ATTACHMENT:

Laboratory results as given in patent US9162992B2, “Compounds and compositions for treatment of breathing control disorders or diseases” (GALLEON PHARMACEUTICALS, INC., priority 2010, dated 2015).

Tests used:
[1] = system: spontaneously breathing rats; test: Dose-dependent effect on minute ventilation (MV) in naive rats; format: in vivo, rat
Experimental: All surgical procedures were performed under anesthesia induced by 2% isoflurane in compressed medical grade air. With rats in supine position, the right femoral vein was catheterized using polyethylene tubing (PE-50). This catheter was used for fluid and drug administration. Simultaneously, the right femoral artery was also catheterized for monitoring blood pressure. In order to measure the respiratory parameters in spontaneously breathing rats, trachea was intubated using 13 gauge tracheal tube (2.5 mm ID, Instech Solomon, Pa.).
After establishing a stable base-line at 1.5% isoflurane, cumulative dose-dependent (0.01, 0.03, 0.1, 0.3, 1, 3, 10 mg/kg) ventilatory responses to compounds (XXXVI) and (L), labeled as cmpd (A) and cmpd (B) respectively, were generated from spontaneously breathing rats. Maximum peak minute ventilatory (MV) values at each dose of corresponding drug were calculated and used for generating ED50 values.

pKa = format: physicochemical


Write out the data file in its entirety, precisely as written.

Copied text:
Laboratory results as given in patent US9162992B2, “Compounds and compositions for treatment of breathing control disorders or diseases” (GALLEON PHARMACEUTICALS, INC., priority 2010, dated 2015).

Tests used:
[1] = system: spontaneously breathing rats; test: Dose-dependent effect on minute ventilation (MV) in naive rats; format: in vivo, rat
Experimental: All surgical procedures were performed under anesthesia induced by 2% isoflurane in compressed medical grade air. With rats in supine position, the right femoral vein was catheterized using polyethylene tubing (PE-50). This catheter was used for fluid and drug administration. Simultaneously, the right femoral artery was also catheterized for monitoring blood pressure. In order to measure the respiratory parameters in spontaneously breathing rats, trachea was intubated using 13 gauge tracheal tube (2.5 mm ID, Instech Solomon, Pa.).
After establishing a stable base-line at 1.5% isoflurane, cumulative dose-dependent (0.01, 0.03, 0.1, 0.3, 1, 3, 10 mg/kg) ventilatory responses to compounds (XXXVI) and (L), labeled as cmpd (A) and cmpd (B) respectively, were generated from spontaneously breathing rats. Maximum peak minute ventilatory (MV) values at each dose of corresponding drug were calculated and used for generating ED50 values.

pKa = format: physicochemical